Who is Elizabeth Cady Stanton?

  • (noun): United States suffragist and feminist; called for reform of the practices that perpetuated sexual inequality (1815-1902).
    Synonyms: Stanton

Elizabeth Cady Stanton

Elizabeth Cady Stanton (November 12, 1815 – October 26, 1902) was an American social activist, abolitionist, and leading figure of the early women's rights movement. Her Declaration of Sentiments, presented at the first women's rights convention held in 1848 in Seneca Falls, New York, is often credited with initiating the first organized women's rights and women's suffrage movements in the United States.

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Writings of Elizabeth Cady Stanton (author, Co-author) - Selected Papers, Essays, and Speeches
... and "The Bible and Woman's Rights," "Temperence and Women's Rights" and many others Stanton's papers are archived at Rutgers University The Elizabeth Cady Stanton and Susan B ...
Adelaide Johnson - Biography
... Anthony and Elizabeth Cady Stanton however, the marriage ended after twelve years ... Anthony, and Elizabeth Cady Stanton ... to secure funding for the piece, Portrait Monument to Lucretia Mott, Elizabeth Cady Stanton, and Susan B ...
First Unitarian Church Of Rochester - History - Early Years
... dissidents met in Waterloo with anti-slavery activist Elizabeth Cady Stanton and issued a call for a Women's Rights Convention to be held a short distance away in Seneca Falls, thereby ... electing a woman to preside, an idea that seemed so radical at the time that even Elizabeth Cady Stanton and Lucretia Mott, two organizers of the Seneca Falls ... Her friend and co-worker Elizabeth Cady Stanton said in 1898, "She first found words to express her convictions in listening to Rev ...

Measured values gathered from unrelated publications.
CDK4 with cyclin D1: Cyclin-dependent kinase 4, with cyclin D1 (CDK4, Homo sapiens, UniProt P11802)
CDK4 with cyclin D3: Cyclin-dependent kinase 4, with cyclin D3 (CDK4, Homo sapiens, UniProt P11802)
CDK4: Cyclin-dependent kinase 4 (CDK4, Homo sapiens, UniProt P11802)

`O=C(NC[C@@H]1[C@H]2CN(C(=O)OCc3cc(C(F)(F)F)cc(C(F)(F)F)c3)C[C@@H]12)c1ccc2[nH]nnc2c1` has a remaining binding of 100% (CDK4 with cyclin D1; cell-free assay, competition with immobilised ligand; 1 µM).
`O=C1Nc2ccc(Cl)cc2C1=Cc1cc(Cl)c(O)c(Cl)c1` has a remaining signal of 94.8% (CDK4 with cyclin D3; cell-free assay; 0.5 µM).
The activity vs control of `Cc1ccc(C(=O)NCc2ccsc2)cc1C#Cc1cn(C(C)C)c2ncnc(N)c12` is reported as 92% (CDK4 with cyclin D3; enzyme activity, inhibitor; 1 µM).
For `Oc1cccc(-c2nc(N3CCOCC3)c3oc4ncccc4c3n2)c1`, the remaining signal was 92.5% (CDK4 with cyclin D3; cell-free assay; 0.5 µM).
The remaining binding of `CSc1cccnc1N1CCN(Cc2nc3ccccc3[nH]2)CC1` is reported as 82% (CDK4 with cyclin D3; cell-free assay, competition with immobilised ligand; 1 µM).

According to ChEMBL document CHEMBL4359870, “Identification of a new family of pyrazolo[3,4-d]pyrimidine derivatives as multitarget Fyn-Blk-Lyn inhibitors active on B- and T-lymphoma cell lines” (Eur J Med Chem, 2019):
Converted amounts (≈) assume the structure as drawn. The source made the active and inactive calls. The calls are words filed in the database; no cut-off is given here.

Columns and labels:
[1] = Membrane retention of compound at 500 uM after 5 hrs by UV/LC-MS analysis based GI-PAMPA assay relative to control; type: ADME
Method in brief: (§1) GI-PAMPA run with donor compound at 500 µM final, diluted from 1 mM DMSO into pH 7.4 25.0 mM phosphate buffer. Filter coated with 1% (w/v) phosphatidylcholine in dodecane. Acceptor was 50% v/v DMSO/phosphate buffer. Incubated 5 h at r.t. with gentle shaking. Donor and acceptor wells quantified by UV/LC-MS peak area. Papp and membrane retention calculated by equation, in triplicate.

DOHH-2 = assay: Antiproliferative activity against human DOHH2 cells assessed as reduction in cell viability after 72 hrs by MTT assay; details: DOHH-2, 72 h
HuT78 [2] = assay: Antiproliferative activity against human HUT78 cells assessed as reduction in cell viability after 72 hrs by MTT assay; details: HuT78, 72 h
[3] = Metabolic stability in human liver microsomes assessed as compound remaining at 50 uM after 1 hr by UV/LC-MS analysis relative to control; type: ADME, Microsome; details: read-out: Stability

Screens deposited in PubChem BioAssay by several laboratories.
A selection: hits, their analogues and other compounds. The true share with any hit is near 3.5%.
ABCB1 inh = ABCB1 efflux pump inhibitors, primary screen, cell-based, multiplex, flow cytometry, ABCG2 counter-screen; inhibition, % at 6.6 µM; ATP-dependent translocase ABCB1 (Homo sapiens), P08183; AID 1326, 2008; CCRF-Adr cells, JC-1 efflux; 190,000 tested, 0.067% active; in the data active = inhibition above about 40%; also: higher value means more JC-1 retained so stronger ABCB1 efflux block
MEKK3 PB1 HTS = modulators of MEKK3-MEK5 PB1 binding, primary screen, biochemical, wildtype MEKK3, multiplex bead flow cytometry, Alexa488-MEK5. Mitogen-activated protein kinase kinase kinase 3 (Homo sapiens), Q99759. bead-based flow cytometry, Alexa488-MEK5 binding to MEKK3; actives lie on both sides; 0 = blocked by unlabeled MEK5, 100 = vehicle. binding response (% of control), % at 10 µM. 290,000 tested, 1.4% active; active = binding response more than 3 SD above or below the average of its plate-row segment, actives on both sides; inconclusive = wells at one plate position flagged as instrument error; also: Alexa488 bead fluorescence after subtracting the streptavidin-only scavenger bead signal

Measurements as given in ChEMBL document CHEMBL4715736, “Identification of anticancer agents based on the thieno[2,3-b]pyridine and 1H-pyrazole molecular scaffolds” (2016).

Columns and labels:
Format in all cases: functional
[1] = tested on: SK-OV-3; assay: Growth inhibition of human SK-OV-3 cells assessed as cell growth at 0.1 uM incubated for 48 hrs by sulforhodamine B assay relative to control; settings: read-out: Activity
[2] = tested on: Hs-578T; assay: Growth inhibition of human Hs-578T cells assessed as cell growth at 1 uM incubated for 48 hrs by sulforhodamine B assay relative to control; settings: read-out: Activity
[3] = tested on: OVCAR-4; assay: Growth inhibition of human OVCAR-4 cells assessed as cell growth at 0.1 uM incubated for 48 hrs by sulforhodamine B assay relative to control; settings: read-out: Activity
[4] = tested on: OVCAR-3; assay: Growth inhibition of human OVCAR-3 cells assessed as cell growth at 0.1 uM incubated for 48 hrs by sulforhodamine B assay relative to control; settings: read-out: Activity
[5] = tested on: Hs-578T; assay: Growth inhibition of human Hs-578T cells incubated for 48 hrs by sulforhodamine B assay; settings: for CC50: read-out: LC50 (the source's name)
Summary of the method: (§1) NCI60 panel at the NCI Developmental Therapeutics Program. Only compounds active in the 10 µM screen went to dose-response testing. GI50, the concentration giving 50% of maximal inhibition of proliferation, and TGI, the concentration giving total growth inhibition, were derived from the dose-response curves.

List Of Feminist Rhetoricians - Elizabeth Cady Stanton
... (1815–1902) Stanton was an activist in the anti-slavery movement and one of the leading figures of the early women's rights movement ...

Famous quotes containing the words elizabeth cady, cady stanton, stanton and/or cady:

    Women of all classes are awakening to the necessity of self-support, but few are willing to do the ordinary useful work for which they are fitted.
    Elizabeth Cady Stanton (1815–1902)

    I have always found that when men have exhausted their own resources, they fall back on “the intentions of the Creator.” But their platitudes have ceased to have any influence with those women who believe they have the same facilities for communication with the Divine mind as men have.
    —Elizabeth Cady Stanton (1815–1902)

    We found nothing grand in the history of the Jews nor in the morals inculcated in the Pentateuch.... I know of no other books that so fully teach the subjection and degradation of woman.
    —Elizabeth Cady Stanton (1815–1902)

    ... not only do ... women suffer ... indignities in daily life, but the literature of the world proclaims their inferiority and divinely decreed subjection in all history, sacred and profane, in science, philosophy, poetry, and song.
    —Elizabeth Cady Stanton (1815–1902)